That FEMA Thing? It Was a Setup. Any More Questions?
FEMA's internal investigation into its infamous phony news conference is over, but the topic is sure to come up when acting Deputy Administrator Harvey Johnson goes to the Senate for his confirmation hearing. (His name mysteriously failed to make the Senate hearing list last week, however.) Administrator R. David Paulison has strongly defended Johnson, saying he was "set up" by horrific staff work.[an error occurred while processing this directive]
Johnson himself has said he could not recall whether he was told that staffers would ask him questions. But two career employees signed statements saying that press secretary Aaron Walker said he told Johnson or was going to tell Johnson beforehand. And during the news conference, Johnson called on questioners by name.
Asked about this by our colleague Spencer Hsu, Paulison praised Johnson's work at FEMA and said former agency external affairs chief John P. Philbin "literally grabbed Harvey and took him into the press room." Paulison added: "There was no time for Harvey to know anything. . . . It was not intentional, but he was set up and he walked in there and he didn't know everyone in the room."
It might be instructive to look at things from Johnson's perspective. He's in a very small briefing room, looking out at perhaps a dozen people, all from FEMA. He sees several whom he knows by first name because they work directly for him. Most are conveniently sitting in the front row as they lob one softball after another so he can praise FEMA's work.
How could he know anything was amiss?
There were lots of clues. Real reporters -- at least ink-stained ones -- don't wear such nice suits. Real reporters rudely interrupt one another. Real reporters ask snarky questions. Real reporters take notes.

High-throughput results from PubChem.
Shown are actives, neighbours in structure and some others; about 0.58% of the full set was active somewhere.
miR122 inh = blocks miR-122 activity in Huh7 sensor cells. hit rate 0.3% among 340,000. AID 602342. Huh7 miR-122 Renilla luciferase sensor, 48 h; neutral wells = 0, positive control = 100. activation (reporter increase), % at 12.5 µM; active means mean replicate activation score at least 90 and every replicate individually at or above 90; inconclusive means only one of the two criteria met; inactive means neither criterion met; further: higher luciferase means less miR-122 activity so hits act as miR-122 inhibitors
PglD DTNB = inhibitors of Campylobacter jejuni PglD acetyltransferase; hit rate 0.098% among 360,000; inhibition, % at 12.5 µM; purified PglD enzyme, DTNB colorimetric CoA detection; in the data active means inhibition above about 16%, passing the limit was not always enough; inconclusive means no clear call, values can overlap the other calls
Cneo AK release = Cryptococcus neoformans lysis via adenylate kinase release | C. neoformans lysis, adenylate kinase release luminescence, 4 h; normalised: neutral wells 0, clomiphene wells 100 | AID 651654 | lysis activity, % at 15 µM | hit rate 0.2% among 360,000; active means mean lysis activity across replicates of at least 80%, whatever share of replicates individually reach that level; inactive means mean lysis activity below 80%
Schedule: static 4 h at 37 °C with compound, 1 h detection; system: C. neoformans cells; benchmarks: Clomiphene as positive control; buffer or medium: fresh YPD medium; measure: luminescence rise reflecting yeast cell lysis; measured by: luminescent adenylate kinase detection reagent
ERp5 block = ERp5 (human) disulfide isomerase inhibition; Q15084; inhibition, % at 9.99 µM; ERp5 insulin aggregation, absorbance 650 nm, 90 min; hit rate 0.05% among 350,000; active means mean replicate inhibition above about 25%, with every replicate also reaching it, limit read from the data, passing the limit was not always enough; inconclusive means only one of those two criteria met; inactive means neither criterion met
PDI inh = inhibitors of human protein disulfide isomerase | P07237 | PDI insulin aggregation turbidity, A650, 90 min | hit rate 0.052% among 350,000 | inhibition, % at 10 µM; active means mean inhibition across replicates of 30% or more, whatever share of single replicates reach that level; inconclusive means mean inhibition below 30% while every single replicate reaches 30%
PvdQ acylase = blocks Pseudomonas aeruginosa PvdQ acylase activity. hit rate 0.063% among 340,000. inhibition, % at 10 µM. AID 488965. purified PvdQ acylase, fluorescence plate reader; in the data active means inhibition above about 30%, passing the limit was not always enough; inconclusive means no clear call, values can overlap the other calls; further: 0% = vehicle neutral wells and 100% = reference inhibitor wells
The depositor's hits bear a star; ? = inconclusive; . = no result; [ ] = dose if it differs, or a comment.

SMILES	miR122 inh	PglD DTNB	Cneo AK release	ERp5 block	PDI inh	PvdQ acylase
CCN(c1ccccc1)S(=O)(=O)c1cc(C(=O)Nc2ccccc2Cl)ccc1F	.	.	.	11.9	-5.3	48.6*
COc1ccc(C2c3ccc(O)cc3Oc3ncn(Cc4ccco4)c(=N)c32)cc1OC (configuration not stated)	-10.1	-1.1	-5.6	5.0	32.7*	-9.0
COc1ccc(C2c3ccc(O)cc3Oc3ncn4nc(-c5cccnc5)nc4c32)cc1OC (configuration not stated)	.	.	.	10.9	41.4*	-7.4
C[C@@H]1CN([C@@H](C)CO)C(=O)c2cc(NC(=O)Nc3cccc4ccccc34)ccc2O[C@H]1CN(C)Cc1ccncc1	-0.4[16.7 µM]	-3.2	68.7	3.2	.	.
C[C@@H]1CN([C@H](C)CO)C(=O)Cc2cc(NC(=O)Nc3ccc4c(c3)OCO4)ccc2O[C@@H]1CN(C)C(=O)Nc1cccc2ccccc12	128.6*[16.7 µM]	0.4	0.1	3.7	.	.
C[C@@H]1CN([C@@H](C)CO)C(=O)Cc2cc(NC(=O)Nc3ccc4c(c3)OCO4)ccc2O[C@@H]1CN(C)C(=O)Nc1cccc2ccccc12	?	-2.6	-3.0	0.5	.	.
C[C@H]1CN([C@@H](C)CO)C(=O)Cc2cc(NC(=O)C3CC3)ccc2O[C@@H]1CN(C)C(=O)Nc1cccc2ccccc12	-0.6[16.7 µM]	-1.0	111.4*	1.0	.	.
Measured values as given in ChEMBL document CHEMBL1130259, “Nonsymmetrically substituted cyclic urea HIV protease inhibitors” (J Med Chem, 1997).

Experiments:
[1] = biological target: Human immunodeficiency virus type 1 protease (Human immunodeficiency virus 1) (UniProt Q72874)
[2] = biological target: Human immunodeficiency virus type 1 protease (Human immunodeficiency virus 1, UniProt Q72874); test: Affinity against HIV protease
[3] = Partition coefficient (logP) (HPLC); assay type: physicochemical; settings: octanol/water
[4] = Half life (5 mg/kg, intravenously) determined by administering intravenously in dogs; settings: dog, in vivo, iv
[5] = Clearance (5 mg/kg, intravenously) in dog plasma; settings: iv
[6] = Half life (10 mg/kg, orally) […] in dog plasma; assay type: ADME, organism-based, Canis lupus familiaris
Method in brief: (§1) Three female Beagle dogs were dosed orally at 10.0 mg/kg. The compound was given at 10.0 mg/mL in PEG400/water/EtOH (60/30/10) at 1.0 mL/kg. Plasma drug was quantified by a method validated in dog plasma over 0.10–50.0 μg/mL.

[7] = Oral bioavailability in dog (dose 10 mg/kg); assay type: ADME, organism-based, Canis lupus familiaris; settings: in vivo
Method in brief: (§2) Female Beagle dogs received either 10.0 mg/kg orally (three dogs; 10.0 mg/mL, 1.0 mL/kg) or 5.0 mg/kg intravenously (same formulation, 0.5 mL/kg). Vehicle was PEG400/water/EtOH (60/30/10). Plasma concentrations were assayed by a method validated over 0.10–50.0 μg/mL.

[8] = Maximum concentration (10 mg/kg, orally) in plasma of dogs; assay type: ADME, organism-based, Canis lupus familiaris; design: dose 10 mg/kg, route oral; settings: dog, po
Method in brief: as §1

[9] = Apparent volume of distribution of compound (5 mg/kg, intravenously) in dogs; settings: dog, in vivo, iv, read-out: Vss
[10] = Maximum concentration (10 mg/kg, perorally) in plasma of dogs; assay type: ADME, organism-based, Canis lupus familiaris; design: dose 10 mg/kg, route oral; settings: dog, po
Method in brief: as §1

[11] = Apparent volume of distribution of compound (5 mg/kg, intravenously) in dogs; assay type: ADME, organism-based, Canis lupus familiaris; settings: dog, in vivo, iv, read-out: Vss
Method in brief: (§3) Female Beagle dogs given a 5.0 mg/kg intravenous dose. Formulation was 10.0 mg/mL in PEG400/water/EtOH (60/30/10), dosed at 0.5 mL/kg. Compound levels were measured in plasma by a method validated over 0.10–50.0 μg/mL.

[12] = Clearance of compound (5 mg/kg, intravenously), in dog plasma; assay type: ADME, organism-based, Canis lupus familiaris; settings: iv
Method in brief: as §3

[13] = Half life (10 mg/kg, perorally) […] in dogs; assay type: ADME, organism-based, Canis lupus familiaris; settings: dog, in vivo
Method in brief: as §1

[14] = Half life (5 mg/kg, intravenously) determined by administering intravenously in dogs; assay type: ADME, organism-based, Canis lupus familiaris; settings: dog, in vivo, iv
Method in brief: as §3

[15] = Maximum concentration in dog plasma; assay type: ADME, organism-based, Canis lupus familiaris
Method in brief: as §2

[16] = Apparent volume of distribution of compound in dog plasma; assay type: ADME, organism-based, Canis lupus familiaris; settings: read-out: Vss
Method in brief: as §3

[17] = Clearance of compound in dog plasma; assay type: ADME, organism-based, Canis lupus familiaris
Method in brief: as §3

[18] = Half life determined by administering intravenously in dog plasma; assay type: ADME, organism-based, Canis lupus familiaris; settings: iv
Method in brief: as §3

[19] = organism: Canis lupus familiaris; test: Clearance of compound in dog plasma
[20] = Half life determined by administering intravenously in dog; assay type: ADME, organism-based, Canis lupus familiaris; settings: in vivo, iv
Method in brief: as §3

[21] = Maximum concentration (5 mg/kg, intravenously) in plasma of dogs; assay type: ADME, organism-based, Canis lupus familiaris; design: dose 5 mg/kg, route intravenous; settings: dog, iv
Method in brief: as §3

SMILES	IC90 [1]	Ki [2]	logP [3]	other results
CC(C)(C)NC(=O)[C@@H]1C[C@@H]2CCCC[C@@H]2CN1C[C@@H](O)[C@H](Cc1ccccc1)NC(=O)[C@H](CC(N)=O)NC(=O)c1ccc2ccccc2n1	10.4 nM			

Well, maybe he was distracted.
Oh, Well. Duty Calls.
Still looking for a fine trip during the upcoming Thanksgiving break? Already been to Brazil? No problem. Freshman Rep. Albio Sires (D-N.J.), the 25th-ranking Democrat on the House Foreign Affairs Committee, has a week-long trip to Greece and Cyprus on tap the week after Thanksgiving.
Of course you'll be going on a military jet -- effectively your own private plane and staff -- to Athens, staying at the lovely Hotel Grande Bretagne, which styles itself as "surely the most luxurious establishment in Greece," with a terrific rooftop restaurant and view of the city.
The "notional itinerary" we received last week included a tour of the Acropolis, but no visits to the islands, particularly Santorini, one of the most beautiful places in the world, which sits in the crystal-blue waters of the Aegean Sea and a place any good public-policy maker would have to see in order to understand the region.
There is no visit to the new museum built to house the Elgin Marbles that the Brits stole those many years ago and have yet to return. There's not even a stop to chat with the Oracle of Delphi.
Cyprus features touring of some historic sites and a trip to the ghost town of Famagusta, abandoned since the 1974 Turkish invasion and one of the more bizarre places on Earth.